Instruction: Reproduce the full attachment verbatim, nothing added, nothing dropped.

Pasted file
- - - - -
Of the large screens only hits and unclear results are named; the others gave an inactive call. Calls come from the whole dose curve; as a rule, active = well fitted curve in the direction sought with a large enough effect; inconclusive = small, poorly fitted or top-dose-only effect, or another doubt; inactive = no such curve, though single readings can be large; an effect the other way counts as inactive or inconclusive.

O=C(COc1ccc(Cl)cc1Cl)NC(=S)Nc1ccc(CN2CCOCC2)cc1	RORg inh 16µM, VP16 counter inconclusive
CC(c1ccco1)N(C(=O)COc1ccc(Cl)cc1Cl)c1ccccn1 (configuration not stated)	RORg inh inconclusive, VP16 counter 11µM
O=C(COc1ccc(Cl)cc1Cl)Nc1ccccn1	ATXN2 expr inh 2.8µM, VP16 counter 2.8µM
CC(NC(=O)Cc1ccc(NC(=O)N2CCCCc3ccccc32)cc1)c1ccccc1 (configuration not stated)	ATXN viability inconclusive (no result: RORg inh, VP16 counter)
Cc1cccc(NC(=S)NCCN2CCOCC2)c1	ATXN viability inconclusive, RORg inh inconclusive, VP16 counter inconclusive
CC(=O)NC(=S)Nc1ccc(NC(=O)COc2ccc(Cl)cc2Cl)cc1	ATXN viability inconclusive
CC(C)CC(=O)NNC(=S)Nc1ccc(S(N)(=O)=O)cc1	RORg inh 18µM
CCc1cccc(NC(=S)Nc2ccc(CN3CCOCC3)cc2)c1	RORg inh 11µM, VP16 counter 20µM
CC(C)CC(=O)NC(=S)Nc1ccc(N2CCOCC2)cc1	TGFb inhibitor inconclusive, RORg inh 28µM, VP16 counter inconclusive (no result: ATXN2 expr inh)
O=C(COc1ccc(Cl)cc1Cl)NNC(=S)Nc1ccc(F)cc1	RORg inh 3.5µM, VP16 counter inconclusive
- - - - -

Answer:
Of the large screens only hits and unclear results are named; the others gave an inactive call. Calls come from the whole dose curve; as a rule, active = well fitted curve in the direction sought with a large enough effect; inconclusive = small, poorly fitted or top-dose-only effect, or another doubt; inactive = no such curve, though single readings can be large; an effect the other way counts as inactive or inconclusive.

O=C(COc1ccc(Cl)cc1Cl)NC(=S)Nc1ccc(CN2CCOCC2)cc1	RORg inh 16µM, VP16 counter inconclusive
CC(c1ccco1)N(C(=O)COc1ccc(Cl)cc1Cl)c1ccccn1 (configuration not stated)	RORg inh inconclusive, VP16 counter 11µM
O=C(COc1ccc(Cl)cc1Cl)Nc1ccccn1	ATXN2 expr inh 2.8µM, VP16 counter 2.8µM
CC(NC(=O)Cc1ccc(NC(=O)N2CCCCc3ccccc32)cc1)c1ccccc1 (configuration not stated)	ATXN viability inconclusive (no result: RORg inh, VP16 counter)
Cc1cccc(NC(=S)NCCN2CCOCC2)c1	ATXN viability inconclusive, RORg inh inconclusive, VP16 counter inconclusive
CC(=O)NC(=S)Nc1ccc(NC(=O)COc2ccc(Cl)cc2Cl)cc1	ATXN viability inconclusive
CC(C)CC(=O)NNC(=S)Nc1ccc(S(N)(=O)=O)cc1	RORg inh 18µM
CCc1cccc(NC(=S)Nc2ccc(CN3CCOCC3)cc2)c1	RORg inh 11µM, VP16 counter 20µM
CC(C)CC(=O)NC(=S)Nc1ccc(N2CCOCC2)cc1	TGFb inhibitor inconclusive, RORg inh 28µM, VP16 counter inconclusive (no result: ATXN2 expr inh)
O=C(COc1ccc(Cl)cc1Cl)NNC(=S)Nc1ccc(F)cc1	RORg inh 3.5µM, VP16 counter inconclusive